I've been meaning to give you all a race report on Leadville. So here's what I did on my summer vacation:
This year my husband and I decided to do the Leadville 100 in Leadville, Colorado. Leadville is a tough race and one of the first endurance mountain bike races. The race is a 100 mile/12 hour mountain bike race ranging in elevation from around 9,300 to 12,600 feet. There is an elevation gain of about 14,000 feet.
We decided to do every WEMS race leading up to the event as training, a plan which was stymied by excessive rain washing out two of the events. (P.S. I love the Levis Trow trails! Ride them!) We were also doing a lot of training on the side, but our most serious preparation would be our two week vacation in the upper elevations of Colorado.
Altitude sickness was our biggest concern, so we laid out a demanding plan:
- Hike to the top of Long's Peak, a 14er
- Ride up Mount Evans, another 14er
- Ride the Monarch Crest trail, which flirts with 13,000 feet
- Ride Molas Pass, another trail in the 13's
- Ride Crested Butte trails, up to the 11's
I have to say, I've rarely been on such beautiful rides. It was the height of wildflower season in the mountains and we had several memorable rides where brightly colored wildflowers slapped our handlebars and obscured the turns on winding, cliff-edge trails. Monarch Crest was especially fun. We took a shuttle bus to the top of the trail and rode 34 miles of amazing views and fun, fast singletrack. Crested Butte was also gorgeous for its wildflowers and worthwhile for its fast, creative trails.
For me, Leadville was almost a secondary concern on this trip. I had so much fun doing everything else! However, we arrived in Leadville two days before the race to get ourselves registered and settle in. Leadville is a small town, but that weekend was flooded with cyclists.
We registered and attended the introductory meeting, which felt more like a religious revival as the announcer revved up the crowd for the upcoming race. Dave Wiens (the several-year champion) was introduced to his many adoring fans and competitors, and Lance Armstrong also made a bashful appearance.
We hadn't done much preriding, so I wasn't sure what to expect when the race started. Prior to the race we'd received dire warnings about the difficulty of the course - impossibly steep slopes, deadly ruts, etc. And that was on top of the elevation. On your own, the course wouldn't be too difficult. Crammed in with hundreds of other riders is a different story and there was much calling out of directions and riding in long lines at the beginning of the race.
Nearing Powerline descent, which received the brunt of dire warnings, things started to thin out. The ascent to powerline is a cool gravel road that runs along the back of a scenic ridge. Passing over the ridge, you begin Powerline descent. Powerline is a rutted rough double track trail...that's rutted enough to really make it more like single track. There was often only one good line through this. I made it down fine and took off down the road for the next stretch of course just as an ambulance pulled up to take away an injured rider. Powerline is considered the most dangerous part of the course.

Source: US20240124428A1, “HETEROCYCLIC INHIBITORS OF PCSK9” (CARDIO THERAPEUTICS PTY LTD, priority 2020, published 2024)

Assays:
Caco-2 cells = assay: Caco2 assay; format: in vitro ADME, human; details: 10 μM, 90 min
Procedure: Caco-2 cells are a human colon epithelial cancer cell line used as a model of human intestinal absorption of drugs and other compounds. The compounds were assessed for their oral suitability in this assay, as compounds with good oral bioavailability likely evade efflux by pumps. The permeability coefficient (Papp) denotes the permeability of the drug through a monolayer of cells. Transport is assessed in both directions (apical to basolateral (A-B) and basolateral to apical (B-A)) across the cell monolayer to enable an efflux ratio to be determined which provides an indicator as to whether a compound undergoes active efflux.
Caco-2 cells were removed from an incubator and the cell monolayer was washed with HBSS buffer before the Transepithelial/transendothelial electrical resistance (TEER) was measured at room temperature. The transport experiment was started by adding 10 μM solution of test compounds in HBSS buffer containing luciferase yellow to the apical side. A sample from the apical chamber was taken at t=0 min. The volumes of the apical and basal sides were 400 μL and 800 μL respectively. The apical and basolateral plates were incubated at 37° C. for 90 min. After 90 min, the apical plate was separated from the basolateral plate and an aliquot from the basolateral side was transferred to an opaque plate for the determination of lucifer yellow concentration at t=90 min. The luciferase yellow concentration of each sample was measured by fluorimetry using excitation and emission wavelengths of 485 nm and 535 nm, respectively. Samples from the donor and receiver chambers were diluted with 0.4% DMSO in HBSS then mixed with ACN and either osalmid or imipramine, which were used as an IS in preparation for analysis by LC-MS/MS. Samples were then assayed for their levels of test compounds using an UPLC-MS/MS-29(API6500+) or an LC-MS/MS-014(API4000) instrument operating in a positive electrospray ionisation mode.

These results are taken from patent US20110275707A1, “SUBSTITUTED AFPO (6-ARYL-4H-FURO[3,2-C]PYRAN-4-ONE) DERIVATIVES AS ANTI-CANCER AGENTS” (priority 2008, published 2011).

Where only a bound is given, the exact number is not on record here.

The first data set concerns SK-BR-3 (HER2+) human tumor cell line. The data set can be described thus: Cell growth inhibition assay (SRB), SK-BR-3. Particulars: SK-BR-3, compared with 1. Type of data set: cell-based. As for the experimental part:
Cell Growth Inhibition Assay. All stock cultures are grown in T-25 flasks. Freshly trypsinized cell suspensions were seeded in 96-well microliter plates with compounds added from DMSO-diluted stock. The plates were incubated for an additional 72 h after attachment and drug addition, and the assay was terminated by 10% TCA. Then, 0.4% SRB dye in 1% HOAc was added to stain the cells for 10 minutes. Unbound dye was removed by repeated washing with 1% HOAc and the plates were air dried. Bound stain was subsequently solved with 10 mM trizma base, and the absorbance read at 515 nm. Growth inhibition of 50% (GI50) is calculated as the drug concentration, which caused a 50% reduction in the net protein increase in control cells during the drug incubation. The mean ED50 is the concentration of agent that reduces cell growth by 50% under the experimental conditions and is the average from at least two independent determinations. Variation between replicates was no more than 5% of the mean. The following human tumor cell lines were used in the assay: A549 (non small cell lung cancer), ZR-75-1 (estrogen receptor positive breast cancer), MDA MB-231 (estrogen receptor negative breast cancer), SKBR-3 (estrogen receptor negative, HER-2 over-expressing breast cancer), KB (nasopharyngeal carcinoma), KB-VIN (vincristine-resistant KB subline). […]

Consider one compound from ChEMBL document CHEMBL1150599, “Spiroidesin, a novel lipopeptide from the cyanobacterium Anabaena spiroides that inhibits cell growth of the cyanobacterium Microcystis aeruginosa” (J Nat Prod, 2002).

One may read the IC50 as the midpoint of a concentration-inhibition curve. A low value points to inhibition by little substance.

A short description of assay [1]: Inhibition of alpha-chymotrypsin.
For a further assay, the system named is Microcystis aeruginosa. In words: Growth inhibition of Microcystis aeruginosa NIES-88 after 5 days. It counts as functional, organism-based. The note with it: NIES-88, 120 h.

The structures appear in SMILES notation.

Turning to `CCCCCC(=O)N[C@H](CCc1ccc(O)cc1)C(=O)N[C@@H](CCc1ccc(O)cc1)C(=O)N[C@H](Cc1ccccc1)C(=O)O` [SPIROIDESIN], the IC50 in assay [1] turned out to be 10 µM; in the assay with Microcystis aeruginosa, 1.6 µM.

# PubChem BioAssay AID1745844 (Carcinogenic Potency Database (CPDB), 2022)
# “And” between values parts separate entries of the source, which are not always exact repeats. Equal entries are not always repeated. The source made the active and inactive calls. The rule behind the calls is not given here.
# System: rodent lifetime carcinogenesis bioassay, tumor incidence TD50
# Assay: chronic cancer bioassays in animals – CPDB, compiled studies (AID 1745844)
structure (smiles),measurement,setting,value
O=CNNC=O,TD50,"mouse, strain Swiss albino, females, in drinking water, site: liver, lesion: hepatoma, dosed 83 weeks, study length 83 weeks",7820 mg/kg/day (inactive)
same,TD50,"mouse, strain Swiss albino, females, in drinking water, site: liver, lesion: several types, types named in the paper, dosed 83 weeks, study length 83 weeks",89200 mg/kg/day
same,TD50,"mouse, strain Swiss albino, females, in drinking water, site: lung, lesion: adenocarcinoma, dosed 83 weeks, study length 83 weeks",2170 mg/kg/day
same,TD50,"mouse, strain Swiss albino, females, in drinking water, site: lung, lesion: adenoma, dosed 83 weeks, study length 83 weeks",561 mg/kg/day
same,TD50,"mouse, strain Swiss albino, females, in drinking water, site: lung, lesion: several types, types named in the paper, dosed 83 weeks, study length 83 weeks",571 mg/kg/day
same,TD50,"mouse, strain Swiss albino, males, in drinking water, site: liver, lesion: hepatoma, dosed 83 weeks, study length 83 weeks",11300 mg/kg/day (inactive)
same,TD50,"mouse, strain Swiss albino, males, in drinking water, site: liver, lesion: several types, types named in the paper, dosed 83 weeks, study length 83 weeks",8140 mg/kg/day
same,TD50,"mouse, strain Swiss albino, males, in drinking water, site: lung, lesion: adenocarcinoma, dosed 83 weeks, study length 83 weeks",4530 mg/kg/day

The course then went through a series of paved and dirt roads with some double and single track. There were a couple checkpoints and aid stations and then the Columbine climb! Columbine is a big dirt road climb that winds for what seems like ages. As I started the Columbine climb - the top of which was the halfway point, I was passed by Dave Wiens (the leader and eventual winner) with Lance right on his tail!
I started nearing the top where the trees began to thin thinking, "I'm almost there!" I was wrong. It's still a couple more miles of hike-a-bike at 12,000+ feet to get to the top aid station and checkpoint.
Happily, what was a hike-a-bike up due to the huge amount of people was a quick bomb down. Riding downhill, I was able to shave enough time to make it to the checkpoint at the bottom in time. Did I mention? Due to safety concerns, Leadville has time cutoffs at some of their aid stations. If you miss the time cutoff, you get pulled from the race.
I was really pushing the time limit. I made it to the base aid station only ten minutes before the time cutoff. I joined up with a pack of other riders about my speed and we took turns drafting on the paved and dirt roads. Our pack quickly broke up at the North Face, however, which is a ridiculously steep and loose section of trail that we had to achingly tiptoe up. While I pushed it on the last section of doubletrack, I missed the last time cutoff by 15 minutes. I had ridden 74 miles of tough trail in 9 hours and 15 minutes!
Leadville was a very fun and well-organized race. Their support volunteers were fantastic. Schedule permitting, I may be open to doing this race again someday. And of course, Leadville helped for my other big (non-biking) accomplishment this year - my first marathon! After all that elevation training, I had lungs of steel.
View my photo album here: Colorado Trip Pics